Well, what he actually said about this in the movie is in the scene at the press conference when Mastroianni is under the table and this is really true of so many artists, writers and so on. He says “I have nothing to say but I have to say it anyway”.

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Didn’t you have a lot off scene cut from the film?

I did, it is still a very long movie about 3 hours but the first cut was something like 5 and a half hours long! Oh god I did, yes and I’m so upset about it, I think I had about the scenes cut, most of which are very sarcastic about the Vatican. Oh and there’s a little dig at Antonioni where I have a tiny dog called Michelangelo and I’m saying: “Michelangelo, you’re so slow! Faster please, please, come on! Come on!”

He was so slow with the horror film in which he intended to star you alongside Monica Vitti that it never got made!

Ah, that would have been great, would’ve been just marvellous, but fate for actors is like walking on a high wire of luck, you could have one thing that could turn you around completely. The thing about the horror films I did in Italy in those days, of course, they are always set in the past… and why? Because the past has a fairytale quality and they are always done, as we said, very elegantly, beautifully shot, but that feeling of the past, in a strange way…

It gives a film greater longevity, compared to e.g. the later films in the Hammer cycle which tried for a very “early ’70s” feel and look and just look incredibly dated now, whereas something like Black Sunday is completely outside of any temporal frame of reference.

Well yes, they are out of time, you’re absolutely right. They are timeless and it gave them a kind of elegance. It felt, in a strange way, as though it could be truer and more real, because then you step back a bit and you feel you can expect it more as opposed to something being contemporary. Those films are all deeply engrossed in the psyche and l’aldila, the other world… it’s not the horror of, you know, you suddenly see somebody approach you in the dark with a knife… it’s a different horror, it’s psychological. It’s anticipation of the horror that’s about to come, which is always worse than the actuality because in the actuality you can react and you’re caught up in your rage and your blood flowing and everything and you react, the anticipation of the act is always far worse than the act itself.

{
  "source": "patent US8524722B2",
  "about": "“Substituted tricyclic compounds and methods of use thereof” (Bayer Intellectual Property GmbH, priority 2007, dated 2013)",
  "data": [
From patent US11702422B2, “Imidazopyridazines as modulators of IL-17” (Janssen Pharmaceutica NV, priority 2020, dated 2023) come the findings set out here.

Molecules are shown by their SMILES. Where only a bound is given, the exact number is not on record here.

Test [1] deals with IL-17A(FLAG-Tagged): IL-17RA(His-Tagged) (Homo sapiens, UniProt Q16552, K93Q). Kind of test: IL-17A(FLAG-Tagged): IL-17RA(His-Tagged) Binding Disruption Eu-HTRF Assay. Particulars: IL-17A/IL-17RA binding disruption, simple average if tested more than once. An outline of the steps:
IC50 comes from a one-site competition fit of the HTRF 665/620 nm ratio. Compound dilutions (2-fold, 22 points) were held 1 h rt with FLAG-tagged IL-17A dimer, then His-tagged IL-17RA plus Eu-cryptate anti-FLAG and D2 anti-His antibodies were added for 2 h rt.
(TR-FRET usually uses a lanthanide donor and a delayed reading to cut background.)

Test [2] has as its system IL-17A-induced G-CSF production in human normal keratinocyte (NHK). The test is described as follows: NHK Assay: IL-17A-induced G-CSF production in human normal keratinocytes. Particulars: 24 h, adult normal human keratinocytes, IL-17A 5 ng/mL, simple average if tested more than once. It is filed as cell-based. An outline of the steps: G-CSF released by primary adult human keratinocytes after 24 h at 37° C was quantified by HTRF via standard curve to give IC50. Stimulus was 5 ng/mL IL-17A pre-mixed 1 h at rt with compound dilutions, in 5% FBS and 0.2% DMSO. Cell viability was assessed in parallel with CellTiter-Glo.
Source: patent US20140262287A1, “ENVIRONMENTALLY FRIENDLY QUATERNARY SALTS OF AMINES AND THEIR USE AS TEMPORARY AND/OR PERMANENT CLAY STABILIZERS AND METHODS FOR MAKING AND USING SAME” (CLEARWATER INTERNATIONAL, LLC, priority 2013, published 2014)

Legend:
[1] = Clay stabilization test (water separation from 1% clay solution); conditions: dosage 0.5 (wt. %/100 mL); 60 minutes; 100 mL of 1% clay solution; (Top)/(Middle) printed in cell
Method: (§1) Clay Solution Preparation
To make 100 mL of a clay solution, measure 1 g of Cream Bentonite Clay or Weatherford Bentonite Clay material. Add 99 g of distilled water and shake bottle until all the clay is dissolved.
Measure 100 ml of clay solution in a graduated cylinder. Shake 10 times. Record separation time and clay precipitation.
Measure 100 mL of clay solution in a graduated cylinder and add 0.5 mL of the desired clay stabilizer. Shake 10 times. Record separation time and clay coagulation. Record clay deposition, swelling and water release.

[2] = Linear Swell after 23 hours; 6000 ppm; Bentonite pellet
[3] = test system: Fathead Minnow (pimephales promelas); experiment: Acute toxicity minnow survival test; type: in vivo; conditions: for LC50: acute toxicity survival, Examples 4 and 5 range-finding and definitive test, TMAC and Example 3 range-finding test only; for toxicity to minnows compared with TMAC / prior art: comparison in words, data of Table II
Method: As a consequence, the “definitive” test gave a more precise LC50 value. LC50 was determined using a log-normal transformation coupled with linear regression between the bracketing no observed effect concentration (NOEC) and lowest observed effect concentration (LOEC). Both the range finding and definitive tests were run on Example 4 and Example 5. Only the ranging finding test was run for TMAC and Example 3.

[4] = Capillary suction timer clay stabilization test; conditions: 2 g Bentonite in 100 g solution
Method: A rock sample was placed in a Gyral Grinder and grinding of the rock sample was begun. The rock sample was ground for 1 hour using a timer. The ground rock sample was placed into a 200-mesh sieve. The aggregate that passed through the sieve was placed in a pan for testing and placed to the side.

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Another colour shot from the set of a b/w film… Fellini 8 1/2

Absolutely. In this age of DVD and Blu-Ray collectors’ editions, with all the extras you get on those, it would be nice to think that one day we’re going to see, for instance, your missing scenes from Fellini 8 1/2 or the stuff that was shot for his Casanova…

Well, nothing was ever shot of me for Casanova, whic is a great pity/ My sequence was completely cut before shooting started and it was a phenomenal role. I mean, this was before they invented Viagra and I was this kind of Venetian alchemist wearing this amazing head dress, sat on a throne in Venice, who came up with these marvellous bottles of stuff that would cure anybody of impotence, which would have been just the most spectacular, campy thing on the planet!

Wow! Were you ever connected to any Pasolini projects? That would have been another marriage made in heaven / hell…

No! I loved Pasolini, he used to live just three or five doors down the street from me, I saw him all the time and I just loved his poetry, all of his work, but no, our paths never crossed professionally.